After purchasing an IKEA LÄTT table for our toddler, I had the idea of transforming it into an activity table. My original idea was to make a space station table with plenty of switches, knobs, and buttons to play with. That table is still in the works, but the design process is taking a lot longer than I thought. After receiving several Duplo sets, I switched gears to implement a Duplo activity table for plenty of Lego play space. I still wanted to fulfill the dream of an interactive space station table, so I decided to design the table to be modular. The table tops will be secured with a few bolts that can easily be removed and activity tables switched.
I began by cutting out a piece of plywood large enough for two Duplo base plates to be secured to. Since two base plates are larger than the LÄTT, this top will hang over both ends, meaning the plywood needed to be thick enough to for toddlers leaning on them. To help keep the legos on the table, I cut some bumpers out of some molding pieces.
Because I was short on time and don’t have that many clamps, I secured the bumpers with some wood glue and some pin nails.
To assist in the future tables, I made a drilling template for future activity tables, to ensure the holes are lined up.
Since this is the first table, the bolt holes are laid out to accommodate the Duplo base plates. All of the future activity tops are going to have to be designed around these holes. The table is then secured with 1-1/2 in #10 bolts with wingnuts on the bottom for easy removal.
With the nail finishes and the plywood base, I opted for a light coat of white paint that I had on hand to quickly cover the board. If I make a regular-sized Lego board in the future I’d like to take the time to put a little bit of a nicer, cleaner finish on it. It fits the rest of the IKEA table well, and most of it will be covered by the base plates anyway.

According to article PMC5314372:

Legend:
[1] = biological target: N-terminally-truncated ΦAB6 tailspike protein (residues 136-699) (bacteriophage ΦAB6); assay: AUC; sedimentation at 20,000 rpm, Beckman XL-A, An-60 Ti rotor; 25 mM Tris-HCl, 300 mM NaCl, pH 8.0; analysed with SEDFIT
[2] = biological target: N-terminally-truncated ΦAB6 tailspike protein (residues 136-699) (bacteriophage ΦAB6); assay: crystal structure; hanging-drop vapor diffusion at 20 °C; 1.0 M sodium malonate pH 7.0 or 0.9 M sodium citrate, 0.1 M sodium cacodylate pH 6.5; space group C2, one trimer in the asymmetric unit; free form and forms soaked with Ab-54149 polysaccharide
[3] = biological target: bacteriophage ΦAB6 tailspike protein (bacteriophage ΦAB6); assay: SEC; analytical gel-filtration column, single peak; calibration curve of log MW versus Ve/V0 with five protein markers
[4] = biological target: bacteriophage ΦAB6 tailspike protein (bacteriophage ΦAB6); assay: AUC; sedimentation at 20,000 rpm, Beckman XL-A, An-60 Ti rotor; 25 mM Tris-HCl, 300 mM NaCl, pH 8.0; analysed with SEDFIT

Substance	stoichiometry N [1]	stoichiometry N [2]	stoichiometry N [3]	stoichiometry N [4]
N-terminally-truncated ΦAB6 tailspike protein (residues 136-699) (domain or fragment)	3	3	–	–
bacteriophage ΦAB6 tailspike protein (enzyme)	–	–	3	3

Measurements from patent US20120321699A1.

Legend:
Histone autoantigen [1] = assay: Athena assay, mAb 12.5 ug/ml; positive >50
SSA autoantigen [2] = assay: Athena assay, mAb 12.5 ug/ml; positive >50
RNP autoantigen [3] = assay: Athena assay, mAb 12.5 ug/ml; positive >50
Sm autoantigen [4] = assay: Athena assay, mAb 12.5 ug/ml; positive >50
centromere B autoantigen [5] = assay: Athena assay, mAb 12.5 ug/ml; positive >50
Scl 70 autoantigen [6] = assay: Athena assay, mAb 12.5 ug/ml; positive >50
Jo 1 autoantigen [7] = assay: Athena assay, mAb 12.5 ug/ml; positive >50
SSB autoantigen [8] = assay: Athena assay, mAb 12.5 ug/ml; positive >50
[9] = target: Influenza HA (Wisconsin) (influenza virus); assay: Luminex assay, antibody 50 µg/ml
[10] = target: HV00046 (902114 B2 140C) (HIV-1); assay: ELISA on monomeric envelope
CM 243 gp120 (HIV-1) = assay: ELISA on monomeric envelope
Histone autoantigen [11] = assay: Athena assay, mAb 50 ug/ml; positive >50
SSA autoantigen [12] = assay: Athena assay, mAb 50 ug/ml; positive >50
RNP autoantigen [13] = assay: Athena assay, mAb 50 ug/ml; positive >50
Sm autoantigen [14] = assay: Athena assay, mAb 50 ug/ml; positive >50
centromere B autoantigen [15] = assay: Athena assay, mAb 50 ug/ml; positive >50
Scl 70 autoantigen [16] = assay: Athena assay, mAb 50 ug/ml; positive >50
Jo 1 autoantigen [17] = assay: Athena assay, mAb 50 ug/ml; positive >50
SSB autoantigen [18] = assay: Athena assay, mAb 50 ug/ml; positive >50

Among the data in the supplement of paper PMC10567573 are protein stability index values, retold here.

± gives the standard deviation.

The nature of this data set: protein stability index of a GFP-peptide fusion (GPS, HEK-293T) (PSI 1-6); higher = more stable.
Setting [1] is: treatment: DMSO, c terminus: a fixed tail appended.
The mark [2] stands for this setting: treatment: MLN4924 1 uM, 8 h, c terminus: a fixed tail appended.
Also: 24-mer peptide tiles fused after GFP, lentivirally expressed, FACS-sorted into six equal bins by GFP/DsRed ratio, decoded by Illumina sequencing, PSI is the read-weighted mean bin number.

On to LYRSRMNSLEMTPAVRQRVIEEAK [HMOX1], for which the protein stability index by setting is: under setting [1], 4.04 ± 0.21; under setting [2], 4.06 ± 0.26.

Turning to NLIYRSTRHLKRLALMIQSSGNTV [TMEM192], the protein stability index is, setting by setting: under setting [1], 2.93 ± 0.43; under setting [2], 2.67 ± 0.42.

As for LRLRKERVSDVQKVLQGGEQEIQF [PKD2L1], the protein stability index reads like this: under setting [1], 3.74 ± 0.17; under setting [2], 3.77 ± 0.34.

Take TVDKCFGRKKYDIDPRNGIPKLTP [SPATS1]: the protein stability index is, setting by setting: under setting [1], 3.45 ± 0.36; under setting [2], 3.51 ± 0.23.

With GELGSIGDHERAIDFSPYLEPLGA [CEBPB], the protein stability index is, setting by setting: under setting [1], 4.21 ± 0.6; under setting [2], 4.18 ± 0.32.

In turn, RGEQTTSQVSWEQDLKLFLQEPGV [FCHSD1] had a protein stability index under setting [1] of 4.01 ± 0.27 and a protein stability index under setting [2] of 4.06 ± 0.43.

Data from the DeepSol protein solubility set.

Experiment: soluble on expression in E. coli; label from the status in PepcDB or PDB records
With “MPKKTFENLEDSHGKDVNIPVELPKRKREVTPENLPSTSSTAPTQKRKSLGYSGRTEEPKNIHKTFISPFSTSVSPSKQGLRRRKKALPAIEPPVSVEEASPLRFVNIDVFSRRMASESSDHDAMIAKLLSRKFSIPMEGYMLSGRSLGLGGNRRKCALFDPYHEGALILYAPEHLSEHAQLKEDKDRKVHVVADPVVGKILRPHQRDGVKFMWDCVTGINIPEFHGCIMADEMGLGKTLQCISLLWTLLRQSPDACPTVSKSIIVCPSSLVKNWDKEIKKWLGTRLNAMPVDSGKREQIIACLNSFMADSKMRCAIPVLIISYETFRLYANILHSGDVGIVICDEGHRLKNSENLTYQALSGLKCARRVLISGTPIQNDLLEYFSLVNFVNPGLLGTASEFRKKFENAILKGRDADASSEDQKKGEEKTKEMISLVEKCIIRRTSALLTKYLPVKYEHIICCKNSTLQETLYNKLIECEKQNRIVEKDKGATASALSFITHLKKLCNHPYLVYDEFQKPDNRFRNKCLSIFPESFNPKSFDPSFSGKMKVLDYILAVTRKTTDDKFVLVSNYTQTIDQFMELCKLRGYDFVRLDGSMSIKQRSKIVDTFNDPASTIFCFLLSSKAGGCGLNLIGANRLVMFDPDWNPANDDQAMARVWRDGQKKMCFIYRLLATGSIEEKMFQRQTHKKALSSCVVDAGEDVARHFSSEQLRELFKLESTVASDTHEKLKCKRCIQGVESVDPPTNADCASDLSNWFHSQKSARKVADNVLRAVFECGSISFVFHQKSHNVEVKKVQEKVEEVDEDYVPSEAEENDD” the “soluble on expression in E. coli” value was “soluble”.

Once the paint dried, I only needed a couple wood screws to secure the base plates to the table. It’s important while screwing to hold the base plates together with some bricks so you get the right spacing between the plates, because the plates are not designed to be perfectly flush. I pre-drilled the holes in base plates, just to make sure they wouldn’t crack. I’m not sure if I needed the pilot holes, but didn’t want to take a chance with these baseplates.
After playing with it for a while, there’s a few noticeable quirks. The screws are raised up enough that it can impede Lego bricks, but since they are in the corners, I’m not worrying about them too much. A bigger problem is that I overestimated how rigid the base plates are. These Duplo base plates are fairly flexible and the base plates flex significantly when the bricks are pulled from the center of each plate. I think going back and adding a few more screws to the center of each side of each plate should help with the bend, without impeding too much brick placement during use.
From start to finish, this only took a few nap times of work, and I’m pretty happy with the end result. The little one is as well, because after installing it, I have spent the majority of every day playing with Lego on this table.